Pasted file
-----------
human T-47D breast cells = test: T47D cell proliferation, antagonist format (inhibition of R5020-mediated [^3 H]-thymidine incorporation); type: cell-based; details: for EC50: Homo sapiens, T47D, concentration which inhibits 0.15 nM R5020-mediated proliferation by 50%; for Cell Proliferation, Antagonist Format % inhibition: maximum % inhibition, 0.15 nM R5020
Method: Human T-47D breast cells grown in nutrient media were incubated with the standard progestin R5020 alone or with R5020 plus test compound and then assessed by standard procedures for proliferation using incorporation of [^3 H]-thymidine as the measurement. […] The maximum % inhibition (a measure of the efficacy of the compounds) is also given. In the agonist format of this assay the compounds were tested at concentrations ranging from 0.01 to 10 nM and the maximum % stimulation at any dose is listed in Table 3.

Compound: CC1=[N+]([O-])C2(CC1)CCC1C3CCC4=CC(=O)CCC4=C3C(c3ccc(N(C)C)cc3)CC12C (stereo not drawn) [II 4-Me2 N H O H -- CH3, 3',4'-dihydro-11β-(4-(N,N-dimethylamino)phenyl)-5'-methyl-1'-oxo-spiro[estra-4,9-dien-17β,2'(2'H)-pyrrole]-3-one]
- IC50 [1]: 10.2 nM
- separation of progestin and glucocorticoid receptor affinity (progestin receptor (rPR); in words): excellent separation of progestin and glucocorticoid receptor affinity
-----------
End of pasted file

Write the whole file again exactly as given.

human T-47D breast cells = test: T47D cell proliferation, antagonist format (inhibition of R5020-mediated [^3 H]-thymidine incorporation); type: cell-based; details: for EC50: Homo sapiens, T47D, concentration which inhibits 0.15 nM R5020-mediated proliferation by 50%; for Cell Proliferation, Antagonist Format % inhibition: maximum % inhibition, 0.15 nM R5020
Method: Human T-47D breast cells grown in nutrient media were incubated with the standard progestin R5020 alone or with R5020 plus test compound and then assessed by standard procedures for proliferation using incorporation of [^3 H]-thymidine as the measurement. […] The maximum % inhibition (a measure of the efficacy of the compounds) is also given. In the agonist format of this assay the compounds were tested at concentrations ranging from 0.01 to 10 nM and the maximum % stimulation at any dose is listed in Table 3.

Compound: CC1=[N+]([O-])C2(CC1)CCC1C3CCC4=CC(=O)CCC4=C3C(c3ccc(N(C)C)cc3)CC12C (stereo not drawn) [II 4-Me2 N H O H -- CH3, 3',4'-dihydro-11β-(4-(N,N-dimethylamino)phenyl)-5'-methyl-1'-oxo-spiro[estra-4,9-dien-17β,2'(2'H)-pyrrole]-3-one]
- IC50 [1]: 10.2 nM
- separation of progestin and glucocorticoid receptor affinity (progestin receptor (rPR); in words): excellent separation of progestin and glucocorticoid receptor affinity